Two key committees at the European Parliament have today voted on the EP’s position today which aims to do more in the fight against tax evasion across the EU.

The vote was passed by the Committees on Economic & Monetary Affairs (ECON) and Civil Liberties, Justice and Home Affairs (LIBE) on the Commission’s amendment to the EU’s anti-money laundering directive (AMLD), released in July 2016 after the Panama Papers revelations.

The final text for the updated rules will be settled during the so-called trialogue negotiations between the Council of member state governments, the Commission and the Parliament in the months ahead.

GUE/NGL Co-Shadow Rapporteur for the AMLD Rina Ronja Kari comments on the outcome of the vote:

“Today's vote had a very positive outcome and the ground has been laid for a progressive fight against tax evasion.”

“But we still have a long way to go with the seriously-flawed blacklist of high-risk third countries and the lack of criticism of tax havens inside the EU,” continued Kari.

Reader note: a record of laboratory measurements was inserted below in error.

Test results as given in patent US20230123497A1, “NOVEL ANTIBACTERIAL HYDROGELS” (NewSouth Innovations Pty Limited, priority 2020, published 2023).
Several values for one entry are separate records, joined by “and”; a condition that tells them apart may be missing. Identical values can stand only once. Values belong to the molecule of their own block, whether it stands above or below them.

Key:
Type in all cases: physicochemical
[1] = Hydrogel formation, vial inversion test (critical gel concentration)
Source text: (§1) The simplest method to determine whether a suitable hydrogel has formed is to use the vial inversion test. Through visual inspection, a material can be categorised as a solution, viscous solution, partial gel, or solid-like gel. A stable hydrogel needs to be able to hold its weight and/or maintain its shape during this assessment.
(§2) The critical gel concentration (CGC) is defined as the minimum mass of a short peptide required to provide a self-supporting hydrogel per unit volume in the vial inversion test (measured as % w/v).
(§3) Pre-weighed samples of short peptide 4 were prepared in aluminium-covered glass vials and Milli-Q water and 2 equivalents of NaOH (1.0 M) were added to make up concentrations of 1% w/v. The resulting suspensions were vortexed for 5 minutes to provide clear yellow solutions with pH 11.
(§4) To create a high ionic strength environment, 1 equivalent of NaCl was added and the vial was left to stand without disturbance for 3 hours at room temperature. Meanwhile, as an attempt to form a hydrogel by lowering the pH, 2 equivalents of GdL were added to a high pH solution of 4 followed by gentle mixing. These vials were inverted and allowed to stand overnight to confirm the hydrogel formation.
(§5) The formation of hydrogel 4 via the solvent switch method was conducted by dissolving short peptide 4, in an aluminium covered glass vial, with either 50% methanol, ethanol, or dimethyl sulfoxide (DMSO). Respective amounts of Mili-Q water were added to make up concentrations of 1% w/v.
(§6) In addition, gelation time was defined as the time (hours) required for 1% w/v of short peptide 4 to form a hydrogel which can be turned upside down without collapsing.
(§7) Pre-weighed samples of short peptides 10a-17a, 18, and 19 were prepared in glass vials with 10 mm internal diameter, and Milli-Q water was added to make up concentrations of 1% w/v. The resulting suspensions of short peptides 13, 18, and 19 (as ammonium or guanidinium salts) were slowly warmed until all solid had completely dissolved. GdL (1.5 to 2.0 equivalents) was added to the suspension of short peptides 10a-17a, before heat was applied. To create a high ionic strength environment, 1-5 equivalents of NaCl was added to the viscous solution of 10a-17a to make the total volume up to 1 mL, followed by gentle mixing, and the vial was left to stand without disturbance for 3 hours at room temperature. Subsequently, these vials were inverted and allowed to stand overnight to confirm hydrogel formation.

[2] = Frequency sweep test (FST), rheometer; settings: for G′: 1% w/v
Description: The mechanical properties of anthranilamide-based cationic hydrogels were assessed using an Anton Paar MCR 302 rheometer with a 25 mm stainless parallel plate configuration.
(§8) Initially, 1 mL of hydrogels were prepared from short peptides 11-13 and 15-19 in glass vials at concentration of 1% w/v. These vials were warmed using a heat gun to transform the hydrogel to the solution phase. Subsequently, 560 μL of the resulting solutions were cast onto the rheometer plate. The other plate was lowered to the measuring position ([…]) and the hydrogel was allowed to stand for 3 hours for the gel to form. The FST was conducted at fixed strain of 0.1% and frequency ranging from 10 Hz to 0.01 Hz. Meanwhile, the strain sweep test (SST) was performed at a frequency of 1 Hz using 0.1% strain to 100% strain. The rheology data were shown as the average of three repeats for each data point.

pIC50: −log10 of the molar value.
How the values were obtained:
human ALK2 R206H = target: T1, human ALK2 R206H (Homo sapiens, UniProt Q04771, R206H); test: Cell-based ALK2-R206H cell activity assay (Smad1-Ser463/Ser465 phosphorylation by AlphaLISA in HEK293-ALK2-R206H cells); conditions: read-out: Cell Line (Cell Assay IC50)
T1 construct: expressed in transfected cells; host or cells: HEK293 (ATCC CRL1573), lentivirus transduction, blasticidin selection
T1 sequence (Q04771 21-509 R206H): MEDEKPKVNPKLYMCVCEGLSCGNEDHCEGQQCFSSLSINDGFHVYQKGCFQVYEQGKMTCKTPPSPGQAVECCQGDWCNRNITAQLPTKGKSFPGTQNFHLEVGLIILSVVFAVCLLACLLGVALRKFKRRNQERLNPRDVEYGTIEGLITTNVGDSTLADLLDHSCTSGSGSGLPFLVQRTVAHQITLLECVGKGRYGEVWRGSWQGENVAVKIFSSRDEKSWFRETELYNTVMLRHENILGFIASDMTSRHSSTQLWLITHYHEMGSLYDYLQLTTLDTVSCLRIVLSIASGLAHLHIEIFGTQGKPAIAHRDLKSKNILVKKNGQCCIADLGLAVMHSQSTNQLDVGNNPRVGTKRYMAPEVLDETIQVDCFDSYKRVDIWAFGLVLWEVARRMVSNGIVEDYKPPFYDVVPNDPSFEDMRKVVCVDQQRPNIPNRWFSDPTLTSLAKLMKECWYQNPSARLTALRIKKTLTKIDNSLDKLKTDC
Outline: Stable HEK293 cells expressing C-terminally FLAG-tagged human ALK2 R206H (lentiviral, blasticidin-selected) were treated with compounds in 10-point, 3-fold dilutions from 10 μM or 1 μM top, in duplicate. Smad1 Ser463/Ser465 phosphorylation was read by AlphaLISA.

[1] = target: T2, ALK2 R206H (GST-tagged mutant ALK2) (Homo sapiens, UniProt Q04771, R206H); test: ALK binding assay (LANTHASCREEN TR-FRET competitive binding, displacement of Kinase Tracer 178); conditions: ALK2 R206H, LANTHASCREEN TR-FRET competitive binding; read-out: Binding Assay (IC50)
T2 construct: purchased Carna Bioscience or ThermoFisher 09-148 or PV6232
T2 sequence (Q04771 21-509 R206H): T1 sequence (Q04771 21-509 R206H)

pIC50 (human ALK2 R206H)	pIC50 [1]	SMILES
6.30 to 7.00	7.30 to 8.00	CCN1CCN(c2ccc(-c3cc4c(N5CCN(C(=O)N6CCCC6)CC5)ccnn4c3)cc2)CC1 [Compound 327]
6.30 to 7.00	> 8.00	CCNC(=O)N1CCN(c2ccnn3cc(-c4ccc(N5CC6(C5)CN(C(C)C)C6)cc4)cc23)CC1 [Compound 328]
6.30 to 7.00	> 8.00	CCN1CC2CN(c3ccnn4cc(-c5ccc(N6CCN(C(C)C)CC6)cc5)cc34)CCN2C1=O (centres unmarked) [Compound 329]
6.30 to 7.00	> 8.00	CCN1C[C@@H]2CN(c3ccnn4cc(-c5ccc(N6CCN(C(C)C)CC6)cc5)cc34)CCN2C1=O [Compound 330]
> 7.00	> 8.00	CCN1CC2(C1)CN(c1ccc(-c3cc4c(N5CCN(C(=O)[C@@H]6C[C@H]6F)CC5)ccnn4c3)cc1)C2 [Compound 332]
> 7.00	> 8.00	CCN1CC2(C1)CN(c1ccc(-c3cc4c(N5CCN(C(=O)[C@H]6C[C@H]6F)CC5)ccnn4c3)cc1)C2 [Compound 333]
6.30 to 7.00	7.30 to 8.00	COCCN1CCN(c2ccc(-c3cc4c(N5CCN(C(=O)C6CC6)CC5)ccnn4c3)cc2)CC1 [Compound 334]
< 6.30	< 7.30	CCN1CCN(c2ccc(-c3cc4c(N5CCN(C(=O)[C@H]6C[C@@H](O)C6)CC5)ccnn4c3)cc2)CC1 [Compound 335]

“The Parliament must stand firm on the position that was passed by the Committees earlier today: positions that include a lower threshold for the definition of beneficial owners of letterbox companies; and harsher sanctions on breaches of the requirements that are agreed upon in the directive, and consequently the termination of the business relationship between bank and customer – when the true beneficiaries of a company try to hide behind the straw men,” said the Danish MEP.

GUE/NGL Co-Shadow Rapporteur for the AMLD and Vice-President of the Committee of Inquiry into Money Laundering, Tax Avoidance and Tax Evasion (PANA) Fabio De Masi added:

“The Council is likely to oppose the bold but necessary reforms that we agreed upon in the Parliament. Ministers have to put their cards on the table now and make clear whether they serve the interest of tax and other criminals or the majority of the people.”

“The current Maltese presidency has an abysmal track record in the fight against money laundering and tax dodging at home and is therefore under tight scrutiny.”

“We will make public any attempts to water down those rules in closed-door negotiations. There should be zero tolerance against money laundering and tax dumping,” argued De Masi.

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